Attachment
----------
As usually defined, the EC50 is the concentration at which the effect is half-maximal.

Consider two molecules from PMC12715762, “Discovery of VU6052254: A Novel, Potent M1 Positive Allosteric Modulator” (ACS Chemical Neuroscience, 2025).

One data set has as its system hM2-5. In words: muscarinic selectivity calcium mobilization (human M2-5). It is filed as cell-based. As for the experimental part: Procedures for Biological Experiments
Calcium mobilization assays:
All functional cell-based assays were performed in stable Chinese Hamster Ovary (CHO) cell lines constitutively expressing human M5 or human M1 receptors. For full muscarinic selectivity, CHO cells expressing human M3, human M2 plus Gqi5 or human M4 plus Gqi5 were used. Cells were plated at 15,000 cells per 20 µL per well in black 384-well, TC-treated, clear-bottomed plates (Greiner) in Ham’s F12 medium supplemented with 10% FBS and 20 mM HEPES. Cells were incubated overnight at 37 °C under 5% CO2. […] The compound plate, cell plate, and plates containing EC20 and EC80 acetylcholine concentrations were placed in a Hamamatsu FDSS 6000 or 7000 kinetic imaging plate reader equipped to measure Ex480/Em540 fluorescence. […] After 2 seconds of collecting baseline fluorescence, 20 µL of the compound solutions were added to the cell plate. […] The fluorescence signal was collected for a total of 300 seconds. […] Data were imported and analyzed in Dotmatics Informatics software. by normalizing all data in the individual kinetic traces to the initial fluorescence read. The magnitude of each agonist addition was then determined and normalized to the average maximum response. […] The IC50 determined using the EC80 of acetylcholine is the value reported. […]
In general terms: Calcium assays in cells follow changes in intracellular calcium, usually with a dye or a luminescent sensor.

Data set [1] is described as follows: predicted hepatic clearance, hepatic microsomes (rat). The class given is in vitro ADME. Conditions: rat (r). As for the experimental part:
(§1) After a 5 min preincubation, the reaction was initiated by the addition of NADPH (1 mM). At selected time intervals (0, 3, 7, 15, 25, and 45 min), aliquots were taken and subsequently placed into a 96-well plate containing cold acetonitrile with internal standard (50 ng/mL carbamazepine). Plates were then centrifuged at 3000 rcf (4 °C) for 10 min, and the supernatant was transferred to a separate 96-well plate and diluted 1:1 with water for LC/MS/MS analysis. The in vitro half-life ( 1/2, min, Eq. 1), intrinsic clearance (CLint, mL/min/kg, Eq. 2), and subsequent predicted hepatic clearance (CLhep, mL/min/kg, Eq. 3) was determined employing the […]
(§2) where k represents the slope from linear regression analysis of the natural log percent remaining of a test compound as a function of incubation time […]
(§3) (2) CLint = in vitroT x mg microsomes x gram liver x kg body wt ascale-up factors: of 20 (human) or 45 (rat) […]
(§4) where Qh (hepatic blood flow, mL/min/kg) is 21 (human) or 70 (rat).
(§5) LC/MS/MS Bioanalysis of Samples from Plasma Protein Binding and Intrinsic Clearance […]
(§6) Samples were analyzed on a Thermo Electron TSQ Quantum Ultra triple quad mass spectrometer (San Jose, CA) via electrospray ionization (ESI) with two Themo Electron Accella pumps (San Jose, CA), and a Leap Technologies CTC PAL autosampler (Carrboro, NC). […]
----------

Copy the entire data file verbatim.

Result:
As usually defined, the EC50 is the concentration at which the effect is half-maximal.

Consider two molecules from PMC12715762, “Discovery of VU6052254: A Novel, Potent M1 Positive Allosteric Modulator” (ACS Chemical Neuroscience, 2025).

One data set has as its system hM2-5. In words: muscarinic selectivity calcium mobilization (human M2-5). It is filed as cell-based. As for the experimental part: Procedures for Biological Experiments
Calcium mobilization assays:
All functional cell-based assays were performed in stable Chinese Hamster Ovary (CHO) cell lines constitutively expressing human M5 or human M1 receptors. For full muscarinic selectivity, CHO cells expressing human M3, human M2 plus Gqi5 or human M4 plus Gqi5 were used. Cells were plated at 15,000 cells per 20 µL per well in black 384-well, TC-treated, clear-bottomed plates (Greiner) in Ham’s F12 medium supplemented with 10% FBS and 20 mM HEPES. Cells were incubated overnight at 37 °C under 5% CO2. […] The compound plate, cell plate, and plates containing EC20 and EC80 acetylcholine concentrations were placed in a Hamamatsu FDSS 6000 or 7000 kinetic imaging plate reader equipped to measure Ex480/Em540 fluorescence. […] After 2 seconds of collecting baseline fluorescence, 20 µL of the compound solutions were added to the cell plate. […] The fluorescence signal was collected for a total of 300 seconds. […] Data were imported and analyzed in Dotmatics Informatics software. by normalizing all data in the individual kinetic traces to the initial fluorescence read. The magnitude of each agonist addition was then determined and normalized to the average maximum response. […] The IC50 determined using the EC80 of acetylcholine is the value reported. […]
In general terms: Calcium assays in cells follow changes in intracellular calcium, usually with a dye or a luminescent sensor.

Data set [1] is described as follows: predicted hepatic clearance, hepatic microsomes (rat). The class given is in vitro ADME. Conditions: rat (r). As for the experimental part:
(§1) After a 5 min preincubation, the reaction was initiated by the addition of NADPH (1 mM). At selected time intervals (0, 3, 7, 15, 25, and 45 min), aliquots were taken and subsequently placed into a 96-well plate containing cold acetonitrile with internal standard (50 ng/mL carbamazepine). Plates were then centrifuged at 3000 rcf (4 °C) for 10 min, and the supernatant was transferred to a separate 96-well plate and diluted 1:1 with water for LC/MS/MS analysis. The in vitro half-life ( 1/2, min, Eq. 1), intrinsic clearance (CLint, mL/min/kg, Eq. 2), and subsequent predicted hepatic clearance (CLhep, mL/min/kg, Eq. 3) was determined employing the […]
(§2) where k represents the slope from linear regression analysis of the natural log percent remaining of a test compound as a function of incubation time […]
(§3) (2) CLint = in vitroT x mg microsomes x gram liver x kg body wt ascale-up factors: of 20 (human) or 45 (rat) […]
(§4) where Qh (hepatic blood flow, mL/min/kg) is 21 (human) or 70 (rat).
(§5) LC/MS/MS Bioanalysis of Samples from Plasma Protein Binding and Intrinsic Clearance […]
(§6) Samples were analyzed on a Thermo Electron TSQ Quantum Ultra triple quad mass spectrometer (San Jose, CA) via electrospray ionization (ESI) with two Themo Electron Accella pumps (San Jose, CA), and a Leap Technologies CTC PAL autosampler (Carrboro, NC). […]